Video: Raising of the flag

Following last week’s filming session in the Zócalo, where I was denied the chance to film closeup to the military whilst they were raising the ntaional flag, I managed to edit the move into a decent summary of the ritual.

This film was made for La Plaza, and you can see it here on this post.

In male world of Mariachi, women sing their own tune

Mariachi Sonidos de America Feminil

In Plaza Garibaldi, female musicians muscle in on the men.

(This article appeared in The News, Mexico on Saturday November 17th. They’re yet to launch a website. See below for a video of the band singing)

Dusk falls on a regular Thursday night in Mexico City’s Plaza de Garibaldi and the capital’s multitude of mariachi prepare for another night’s work.

Amidst the overwhelmingly male musicians strutting around the neglected Plaza in their skin-tight charro outfits is Mariachi Sonidos de America Feminil – a female group of musicians daring to brave the macho tradition of the mariachi. Continue reading

‘Mexican newspapers don’t explain Mexico’ says journalist

Mexican newspaper publishers sell only three million newspapers a day in a country with a population of 106 million. Most Mexican journalists will tell you that Mexican’s don’t read because Mexican newspapers have yet to get round to the job of ‘explaining Mexico’, according to Ronald Buchanan, a Scottish freelance journalist based in Mexico City.

OK, so it’s in Buchanan’s interest to say that as he is a regular writer for recently launched English-language newspaper the News in Mexico City, but he has a point. Newspapers here are rife with bias, personal attacks on politicians and partisan editorializing, making it hard if not impossible for Mexicans (never mind foreigners) to understand what’s going on. Continue reading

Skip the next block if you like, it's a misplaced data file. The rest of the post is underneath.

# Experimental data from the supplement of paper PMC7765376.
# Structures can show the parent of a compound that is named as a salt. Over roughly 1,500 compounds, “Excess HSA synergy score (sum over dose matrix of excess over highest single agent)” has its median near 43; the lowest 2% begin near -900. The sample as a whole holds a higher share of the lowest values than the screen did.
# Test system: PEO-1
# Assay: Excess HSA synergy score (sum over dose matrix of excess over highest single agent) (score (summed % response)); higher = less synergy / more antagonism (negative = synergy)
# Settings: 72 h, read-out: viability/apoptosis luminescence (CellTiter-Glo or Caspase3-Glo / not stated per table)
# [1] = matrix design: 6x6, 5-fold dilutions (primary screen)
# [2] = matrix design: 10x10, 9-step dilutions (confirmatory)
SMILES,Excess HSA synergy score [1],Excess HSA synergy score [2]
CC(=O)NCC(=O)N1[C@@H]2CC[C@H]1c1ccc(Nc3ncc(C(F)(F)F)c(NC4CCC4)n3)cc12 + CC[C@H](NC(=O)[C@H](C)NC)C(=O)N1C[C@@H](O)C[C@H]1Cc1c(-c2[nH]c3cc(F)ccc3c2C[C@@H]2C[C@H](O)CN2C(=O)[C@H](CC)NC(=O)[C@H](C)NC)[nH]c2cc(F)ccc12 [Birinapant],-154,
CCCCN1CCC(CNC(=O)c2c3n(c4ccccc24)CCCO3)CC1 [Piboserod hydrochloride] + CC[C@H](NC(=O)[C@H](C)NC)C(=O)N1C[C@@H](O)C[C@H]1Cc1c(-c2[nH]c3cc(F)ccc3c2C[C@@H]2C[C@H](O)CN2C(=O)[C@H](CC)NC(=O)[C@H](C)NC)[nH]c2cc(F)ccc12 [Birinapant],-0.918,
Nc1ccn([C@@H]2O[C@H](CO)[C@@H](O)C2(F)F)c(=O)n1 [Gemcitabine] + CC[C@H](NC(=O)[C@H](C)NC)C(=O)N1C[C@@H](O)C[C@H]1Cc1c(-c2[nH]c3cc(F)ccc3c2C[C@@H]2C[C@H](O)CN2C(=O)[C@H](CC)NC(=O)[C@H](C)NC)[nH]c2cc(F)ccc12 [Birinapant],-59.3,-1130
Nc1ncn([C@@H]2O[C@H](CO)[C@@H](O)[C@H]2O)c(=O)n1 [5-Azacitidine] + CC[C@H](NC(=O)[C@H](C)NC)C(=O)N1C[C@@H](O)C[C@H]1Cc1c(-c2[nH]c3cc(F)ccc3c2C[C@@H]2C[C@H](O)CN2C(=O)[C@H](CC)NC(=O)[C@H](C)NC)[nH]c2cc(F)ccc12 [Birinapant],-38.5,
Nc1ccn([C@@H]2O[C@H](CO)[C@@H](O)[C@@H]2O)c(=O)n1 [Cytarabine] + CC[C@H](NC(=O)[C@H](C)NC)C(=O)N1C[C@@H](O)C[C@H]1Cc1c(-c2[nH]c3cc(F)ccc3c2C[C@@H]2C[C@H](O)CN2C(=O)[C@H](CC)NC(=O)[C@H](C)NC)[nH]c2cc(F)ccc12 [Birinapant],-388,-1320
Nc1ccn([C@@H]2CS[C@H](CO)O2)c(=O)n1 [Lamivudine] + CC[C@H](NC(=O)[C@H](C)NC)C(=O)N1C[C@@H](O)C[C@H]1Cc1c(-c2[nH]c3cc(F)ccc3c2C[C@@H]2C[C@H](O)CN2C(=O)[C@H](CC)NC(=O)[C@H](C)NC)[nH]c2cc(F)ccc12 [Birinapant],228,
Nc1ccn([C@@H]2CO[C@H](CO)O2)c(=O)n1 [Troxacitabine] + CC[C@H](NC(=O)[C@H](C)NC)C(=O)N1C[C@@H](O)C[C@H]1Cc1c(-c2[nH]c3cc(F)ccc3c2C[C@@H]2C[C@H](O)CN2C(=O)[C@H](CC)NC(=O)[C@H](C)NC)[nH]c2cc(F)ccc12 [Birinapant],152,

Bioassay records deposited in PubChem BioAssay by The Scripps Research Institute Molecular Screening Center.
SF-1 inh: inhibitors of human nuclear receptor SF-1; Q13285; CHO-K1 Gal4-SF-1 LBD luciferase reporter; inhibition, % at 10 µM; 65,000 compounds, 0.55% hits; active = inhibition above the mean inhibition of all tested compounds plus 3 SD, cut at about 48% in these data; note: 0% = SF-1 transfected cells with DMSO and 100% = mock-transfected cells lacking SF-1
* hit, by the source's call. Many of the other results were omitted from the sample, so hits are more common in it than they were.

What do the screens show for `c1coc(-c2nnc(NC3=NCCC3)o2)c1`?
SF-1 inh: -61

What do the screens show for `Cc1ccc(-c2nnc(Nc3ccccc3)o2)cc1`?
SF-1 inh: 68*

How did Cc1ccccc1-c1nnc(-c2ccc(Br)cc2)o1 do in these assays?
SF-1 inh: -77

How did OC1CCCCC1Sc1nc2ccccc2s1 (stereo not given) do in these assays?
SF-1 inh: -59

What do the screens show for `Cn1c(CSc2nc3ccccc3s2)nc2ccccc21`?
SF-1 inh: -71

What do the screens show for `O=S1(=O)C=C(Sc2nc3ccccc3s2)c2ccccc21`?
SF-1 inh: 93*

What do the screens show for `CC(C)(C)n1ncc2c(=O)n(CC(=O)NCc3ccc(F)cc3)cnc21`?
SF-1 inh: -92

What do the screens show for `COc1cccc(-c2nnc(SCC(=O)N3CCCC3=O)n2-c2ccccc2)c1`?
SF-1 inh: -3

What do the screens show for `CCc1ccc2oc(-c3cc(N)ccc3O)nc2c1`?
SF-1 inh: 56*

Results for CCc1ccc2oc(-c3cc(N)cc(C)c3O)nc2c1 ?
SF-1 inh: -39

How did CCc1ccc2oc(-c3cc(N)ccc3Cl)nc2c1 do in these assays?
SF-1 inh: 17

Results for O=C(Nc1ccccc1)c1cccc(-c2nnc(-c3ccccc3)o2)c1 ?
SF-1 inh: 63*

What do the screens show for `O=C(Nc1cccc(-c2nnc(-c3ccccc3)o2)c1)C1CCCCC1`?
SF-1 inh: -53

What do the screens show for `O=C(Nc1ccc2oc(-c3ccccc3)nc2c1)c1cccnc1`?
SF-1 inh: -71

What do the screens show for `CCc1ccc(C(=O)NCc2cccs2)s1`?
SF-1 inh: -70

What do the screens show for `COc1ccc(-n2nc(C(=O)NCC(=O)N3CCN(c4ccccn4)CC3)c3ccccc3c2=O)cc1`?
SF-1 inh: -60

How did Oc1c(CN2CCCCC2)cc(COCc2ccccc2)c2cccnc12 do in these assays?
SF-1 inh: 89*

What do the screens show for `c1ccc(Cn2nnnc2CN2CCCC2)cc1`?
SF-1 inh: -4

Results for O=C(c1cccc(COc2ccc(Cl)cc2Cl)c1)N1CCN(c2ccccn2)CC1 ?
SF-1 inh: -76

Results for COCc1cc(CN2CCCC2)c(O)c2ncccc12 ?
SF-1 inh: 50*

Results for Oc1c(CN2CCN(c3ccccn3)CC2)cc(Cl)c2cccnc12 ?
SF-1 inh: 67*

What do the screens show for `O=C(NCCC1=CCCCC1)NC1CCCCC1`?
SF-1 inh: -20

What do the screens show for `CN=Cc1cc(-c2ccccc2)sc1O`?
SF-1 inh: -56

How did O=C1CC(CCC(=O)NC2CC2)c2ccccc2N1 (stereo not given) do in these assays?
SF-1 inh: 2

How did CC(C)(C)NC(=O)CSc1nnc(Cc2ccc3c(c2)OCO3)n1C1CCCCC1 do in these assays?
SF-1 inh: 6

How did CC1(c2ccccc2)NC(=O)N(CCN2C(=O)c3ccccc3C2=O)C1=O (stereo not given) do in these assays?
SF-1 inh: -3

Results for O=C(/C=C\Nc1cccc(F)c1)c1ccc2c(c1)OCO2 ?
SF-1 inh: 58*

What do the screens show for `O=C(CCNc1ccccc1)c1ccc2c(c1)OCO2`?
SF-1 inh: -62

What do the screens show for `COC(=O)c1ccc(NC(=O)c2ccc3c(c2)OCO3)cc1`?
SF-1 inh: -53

Punks Collect Downtown at El Chopo

El Tianguis Cultural del ChopoEl Chopo is a weekly fleamarket that has been going for 27 years in Mexico City. Punters can pick up anything from original Doc Marten boots to a copy of ‘London Calling’ by the Clash in the stalls that line the market streets. Click on the photo for more pictures.

Arena de Mexico Mascara-Seller makes nearly $1000 dollars on a good night

Mascaras for Sales, Arena de MexicoJosé Carmelo is 33 years old and has been working outside the Arena de Mexico selling mascaras for 20 years. He got into this line of work thought his brothers, who used to have another shop outside another lucha venue – el Toreo de Cuatro Caminos. Click on the picture for more photos.

Mexico Remembers Massacre

Tlatelolco Memory March

Ana Ignacia Rodriguez Marquez, now in her sixties, stood in La Plaza de Las Tres Culturas on Tuesday this week, October 2nd, in the same place that she had stood nearly 40 years ago. It was from that very spot that she saw students, men, women and children gunned down by state police and officials just after 6pm on October 2nd, 1968 as they gathered in peaceful protest in what has become known as the Tlatelolco Massacre – one of the darkest episodes in Mexico’s modern history.

This week – like they do every year – Mexicans young and old gathered to march to the city’s central Zocalo in memory of the hundred who died that day. Scores of people milled around the vast concrete square that is overlooked by the 14-storey Chihuahua building from which the students back then addressed the crowd. Continue reading

An Evening with Subcomandante Marcos

Subcomandante Marcos, the Zapatista rebel leader, at a press conference, Mexico City, October 1st 2007

It was rather an unlikely setting for a press conference with one of the world’s most famous rebel leaders, Subcomandante Marcos of the Zapatista National Liberation Army(EZLN). Mexico City’s Casa Lamm, a cultural centre and converted mansion in the Roma neighbourhood is the kind of place you expect to see expats and well-off Mexican families breakfasting, not Mexico’s guerilla army making its latest political statement.

Arriving on time to a room packed with journalists, activists, fans and onlookers of all ages, Sub Marcos or Delegado Cero (Delegate Zero) as he now prefers to be known – took his seat at the end of a long table, replete with microphones and tall glasses of water, preceded by other members of the EZLN, including Comandante Miriam and Comandante Zebedeo. Continue reading